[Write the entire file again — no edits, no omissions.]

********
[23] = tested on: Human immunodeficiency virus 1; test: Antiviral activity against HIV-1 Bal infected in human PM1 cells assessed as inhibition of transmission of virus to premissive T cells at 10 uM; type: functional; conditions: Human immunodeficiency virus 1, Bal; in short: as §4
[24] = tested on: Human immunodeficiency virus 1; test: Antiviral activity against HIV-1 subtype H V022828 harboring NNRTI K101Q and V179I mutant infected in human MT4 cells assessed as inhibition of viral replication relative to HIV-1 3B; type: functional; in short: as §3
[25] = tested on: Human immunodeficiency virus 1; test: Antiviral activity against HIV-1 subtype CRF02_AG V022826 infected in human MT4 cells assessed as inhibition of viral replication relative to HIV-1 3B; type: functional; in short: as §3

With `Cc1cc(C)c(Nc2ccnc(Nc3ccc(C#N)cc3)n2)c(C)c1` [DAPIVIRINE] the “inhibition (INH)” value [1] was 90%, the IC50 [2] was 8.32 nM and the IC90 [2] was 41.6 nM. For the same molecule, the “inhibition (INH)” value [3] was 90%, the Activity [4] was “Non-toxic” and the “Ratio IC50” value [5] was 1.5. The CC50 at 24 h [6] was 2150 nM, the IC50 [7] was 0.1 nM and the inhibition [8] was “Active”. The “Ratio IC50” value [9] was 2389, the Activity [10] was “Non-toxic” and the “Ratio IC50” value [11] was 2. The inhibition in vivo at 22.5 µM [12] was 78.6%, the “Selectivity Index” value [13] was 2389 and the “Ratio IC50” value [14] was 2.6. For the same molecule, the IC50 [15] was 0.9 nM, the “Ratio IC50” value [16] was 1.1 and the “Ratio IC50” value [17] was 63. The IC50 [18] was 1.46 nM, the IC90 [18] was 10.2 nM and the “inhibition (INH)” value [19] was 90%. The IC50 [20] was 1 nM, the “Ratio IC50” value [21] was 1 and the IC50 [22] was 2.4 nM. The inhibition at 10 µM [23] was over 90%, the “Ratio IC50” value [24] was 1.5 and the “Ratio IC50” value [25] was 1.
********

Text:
[23] = tested on: Human immunodeficiency virus 1; test: Antiviral activity against HIV-1 Bal infected in human PM1 cells assessed as inhibition of transmission of virus to premissive T cells at 10 uM; type: functional; conditions: Human immunodeficiency virus 1, Bal; in short: as §4
[24] = tested on: Human immunodeficiency virus 1; test: Antiviral activity against HIV-1 subtype H V022828 harboring NNRTI K101Q and V179I mutant infected in human MT4 cells assessed as inhibition of viral replication relative to HIV-1 3B; type: functional; in short: as §3
[25] = tested on: Human immunodeficiency virus 1; test: Antiviral activity against HIV-1 subtype CRF02_AG V022826 infected in human MT4 cells assessed as inhibition of viral replication relative to HIV-1 3B; type: functional; in short: as §3

With `Cc1cc(C)c(Nc2ccnc(Nc3ccc(C#N)cc3)n2)c(C)c1` [DAPIVIRINE] the “inhibition (INH)” value [1] was 90%, the IC50 [2] was 8.32 nM and the IC90 [2] was 41.6 nM. For the same molecule, the “inhibition (INH)” value [3] was 90%, the Activity [4] was “Non-toxic” and the “Ratio IC50” value [5] was 1.5. The CC50 at 24 h [6] was 2150 nM, the IC50 [7] was 0.1 nM and the inhibition [8] was “Active”. The “Ratio IC50” value [9] was 2389, the Activity [10] was “Non-toxic” and the “Ratio IC50” value [11] was 2. The inhibition in vivo at 22.5 µM [12] was 78.6%, the “Selectivity Index” value [13] was 2389 and the “Ratio IC50” value [14] was 2.6. For the same molecule, the IC50 [15] was 0.9 nM, the “Ratio IC50” value [16] was 1.1 and the “Ratio IC50” value [17] was 63. The IC50 [18] was 1.46 nM, the IC90 [18] was 10.2 nM and the “inhibition (INH)” value [19] was 90%. The IC50 [20] was 1 nM, the “Ratio IC50” value [21] was 1 and the IC50 [22] was 2.4 nM. The inhibition at 10 µM [23] was over 90%, the “Ratio IC50” value [24] was 1.5 and the “Ratio IC50” value [25] was 1.